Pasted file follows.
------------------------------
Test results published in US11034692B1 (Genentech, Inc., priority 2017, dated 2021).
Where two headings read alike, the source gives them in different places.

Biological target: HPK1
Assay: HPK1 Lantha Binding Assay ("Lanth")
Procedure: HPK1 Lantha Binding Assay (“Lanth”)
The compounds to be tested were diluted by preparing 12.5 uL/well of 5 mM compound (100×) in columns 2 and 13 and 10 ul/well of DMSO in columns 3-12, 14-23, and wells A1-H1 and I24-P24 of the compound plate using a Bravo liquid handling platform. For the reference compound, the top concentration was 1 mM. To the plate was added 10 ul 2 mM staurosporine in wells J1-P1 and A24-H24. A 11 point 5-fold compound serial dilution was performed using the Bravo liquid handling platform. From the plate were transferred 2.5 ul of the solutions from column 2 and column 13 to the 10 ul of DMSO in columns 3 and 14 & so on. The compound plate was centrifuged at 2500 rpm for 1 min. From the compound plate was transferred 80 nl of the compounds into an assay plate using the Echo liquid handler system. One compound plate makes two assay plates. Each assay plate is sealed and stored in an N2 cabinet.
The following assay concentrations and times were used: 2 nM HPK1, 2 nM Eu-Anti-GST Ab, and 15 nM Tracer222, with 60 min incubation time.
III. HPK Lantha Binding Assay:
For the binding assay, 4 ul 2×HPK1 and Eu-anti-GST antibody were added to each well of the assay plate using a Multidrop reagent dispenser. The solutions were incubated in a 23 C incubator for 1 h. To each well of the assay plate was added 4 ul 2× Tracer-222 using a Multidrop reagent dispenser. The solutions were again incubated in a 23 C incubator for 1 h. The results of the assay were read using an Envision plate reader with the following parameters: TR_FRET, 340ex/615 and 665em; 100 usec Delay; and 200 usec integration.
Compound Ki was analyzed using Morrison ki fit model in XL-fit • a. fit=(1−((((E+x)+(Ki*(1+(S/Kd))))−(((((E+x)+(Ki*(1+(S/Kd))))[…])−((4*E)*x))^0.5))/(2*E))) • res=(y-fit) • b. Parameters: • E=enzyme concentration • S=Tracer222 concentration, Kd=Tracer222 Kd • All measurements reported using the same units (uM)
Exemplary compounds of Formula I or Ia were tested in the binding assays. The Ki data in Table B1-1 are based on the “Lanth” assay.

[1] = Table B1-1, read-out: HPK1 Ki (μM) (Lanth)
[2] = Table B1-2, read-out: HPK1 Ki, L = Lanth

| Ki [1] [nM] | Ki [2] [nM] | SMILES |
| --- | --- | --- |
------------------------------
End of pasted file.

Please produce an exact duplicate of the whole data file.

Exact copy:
Test results published in US11034692B1 (Genentech, Inc., priority 2017, dated 2021).
Where two headings read alike, the source gives them in different places.

Biological target: HPK1
Assay: HPK1 Lantha Binding Assay ("Lanth")
Procedure: HPK1 Lantha Binding Assay (“Lanth”)
The compounds to be tested were diluted by preparing 12.5 uL/well of 5 mM compound (100×) in columns 2 and 13 and 10 ul/well of DMSO in columns 3-12, 14-23, and wells A1-H1 and I24-P24 of the compound plate using a Bravo liquid handling platform. For the reference compound, the top concentration was 1 mM. To the plate was added 10 ul 2 mM staurosporine in wells J1-P1 and A24-H24. A 11 point 5-fold compound serial dilution was performed using the Bravo liquid handling platform. From the plate were transferred 2.5 ul of the solutions from column 2 and column 13 to the 10 ul of DMSO in columns 3 and 14 & so on. The compound plate was centrifuged at 2500 rpm for 1 min. From the compound plate was transferred 80 nl of the compounds into an assay plate using the Echo liquid handler system. One compound plate makes two assay plates. Each assay plate is sealed and stored in an N2 cabinet.
The following assay concentrations and times were used: 2 nM HPK1, 2 nM Eu-Anti-GST Ab, and 15 nM Tracer222, with 60 min incubation time.
III. HPK Lantha Binding Assay:
For the binding assay, 4 ul 2×HPK1 and Eu-anti-GST antibody were added to each well of the assay plate using a Multidrop reagent dispenser. The solutions were incubated in a 23 C incubator for 1 h. To each well of the assay plate was added 4 ul 2× Tracer-222 using a Multidrop reagent dispenser. The solutions were again incubated in a 23 C incubator for 1 h. The results of the assay were read using an Envision plate reader with the following parameters: TR_FRET, 340ex/615 and 665em; 100 usec Delay; and 200 usec integration.
Compound Ki was analyzed using Morrison ki fit model in XL-fit • a. fit=(1−((((E+x)+(Ki*(1+(S/Kd))))−(((((E+x)+(Ki*(1+(S/Kd))))[…])−((4*E)*x))^0.5))/(2*E))) • res=(y-fit) • b. Parameters: • E=enzyme concentration • S=Tracer222 concentration, Kd=Tracer222 Kd • All measurements reported using the same units (uM)
Exemplary compounds of Formula I or Ia were tested in the binding assays. The Ki data in Table B1-1 are based on the “Lanth” assay.

[1] = Table B1-1, read-out: HPK1 Ki (μM) (Lanth)
[2] = Table B1-2, read-out: HPK1 Ki, L = Lanth

| Ki [1] [nM] | Ki [2] [nM] | SMILES |
| --- | --- | --- |